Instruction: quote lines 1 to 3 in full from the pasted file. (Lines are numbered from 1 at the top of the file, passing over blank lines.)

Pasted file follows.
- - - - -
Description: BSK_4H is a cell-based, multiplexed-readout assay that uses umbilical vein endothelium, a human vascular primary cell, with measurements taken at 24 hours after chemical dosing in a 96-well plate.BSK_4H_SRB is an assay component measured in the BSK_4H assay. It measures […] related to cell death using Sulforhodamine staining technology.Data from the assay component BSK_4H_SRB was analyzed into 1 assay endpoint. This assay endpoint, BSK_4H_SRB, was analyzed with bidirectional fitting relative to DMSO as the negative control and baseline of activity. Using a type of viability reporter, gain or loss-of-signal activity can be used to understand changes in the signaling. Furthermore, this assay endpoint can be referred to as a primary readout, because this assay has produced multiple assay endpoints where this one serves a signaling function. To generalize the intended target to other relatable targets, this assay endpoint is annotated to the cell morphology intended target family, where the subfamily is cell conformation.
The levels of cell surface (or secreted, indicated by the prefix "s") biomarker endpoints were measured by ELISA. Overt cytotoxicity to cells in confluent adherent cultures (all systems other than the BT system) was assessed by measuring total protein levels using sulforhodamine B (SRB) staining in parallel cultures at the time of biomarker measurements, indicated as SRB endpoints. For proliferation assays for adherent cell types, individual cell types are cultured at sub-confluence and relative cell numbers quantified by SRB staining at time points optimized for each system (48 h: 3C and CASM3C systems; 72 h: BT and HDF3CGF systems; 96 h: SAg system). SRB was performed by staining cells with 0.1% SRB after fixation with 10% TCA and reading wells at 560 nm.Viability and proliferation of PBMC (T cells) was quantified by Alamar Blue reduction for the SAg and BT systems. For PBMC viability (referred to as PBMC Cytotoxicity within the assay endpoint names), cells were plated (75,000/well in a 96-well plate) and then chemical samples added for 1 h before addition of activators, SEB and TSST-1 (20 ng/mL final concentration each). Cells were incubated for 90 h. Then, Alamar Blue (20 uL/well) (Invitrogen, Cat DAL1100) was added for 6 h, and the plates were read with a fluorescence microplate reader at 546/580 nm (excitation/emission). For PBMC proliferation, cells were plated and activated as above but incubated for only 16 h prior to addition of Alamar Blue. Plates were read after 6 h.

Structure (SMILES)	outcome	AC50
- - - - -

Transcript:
Description: BSK_4H is a cell-based, multiplexed-readout assay that uses umbilical vein endothelium, a human vascular primary cell, with measurements taken at 24 hours after chemical dosing in a 96-well plate.BSK_4H_SRB is an assay component measured in the BSK_4H assay. It measures […] related to cell death using Sulforhodamine staining technology.Data from the assay component BSK_4H_SRB was analyzed into 1 assay endpoint. This assay endpoint, BSK_4H_SRB, was analyzed with bidirectional fitting relative to DMSO as the negative control and baseline of activity. Using a type of viability reporter, gain or loss-of-signal activity can be used to understand changes in the signaling. Furthermore, this assay endpoint can be referred to as a primary readout, because this assay has produced multiple assay endpoints where this one serves a signaling function. To generalize the intended target to other relatable targets, this assay endpoint is annotated to the cell morphology intended target family, where the subfamily is cell conformation.
The levels of cell surface (or secreted, indicated by the prefix "s") biomarker endpoints were measured by ELISA. Overt cytotoxicity to cells in confluent adherent cultures (all systems other than the BT system) was assessed by measuring total protein levels using sulforhodamine B (SRB) staining in parallel cultures at the time of biomarker measurements, indicated as SRB endpoints. For proliferation assays for adherent cell types, individual cell types are cultured at sub-confluence and relative cell numbers quantified by SRB staining at time points optimized for each system (48 h: 3C and CASM3C systems; 72 h: BT and HDF3CGF systems; 96 h: SAg system). SRB was performed by staining cells with 0.1% SRB after fixation with 10% TCA and reading wells at 560 nm.Viability and proliferation of PBMC (T cells) was quantified by Alamar Blue reduction for the SAg and BT systems. For PBMC viability (referred to as PBMC Cytotoxicity within the assay endpoint names), cells were plated (75,000/well in a 96-well plate) and then chemical samples added for 1 h before addition of activators, SEB and TSST-1 (20 ng/mL final concentration each). Cells were incubated for 90 h. Then, Alamar Blue (20 uL/well) (Invitrogen, Cat DAL1100) was added for 6 h, and the plates were read with a fluorescence microplate reader at 546/580 nm (excitation/emission). For PBMC proliferation, cells were plated and activated as above but incubated for only 16 h prior to addition of Alamar Blue. Plates were read after 6 h.

Structure (SMILES)	outcome	AC50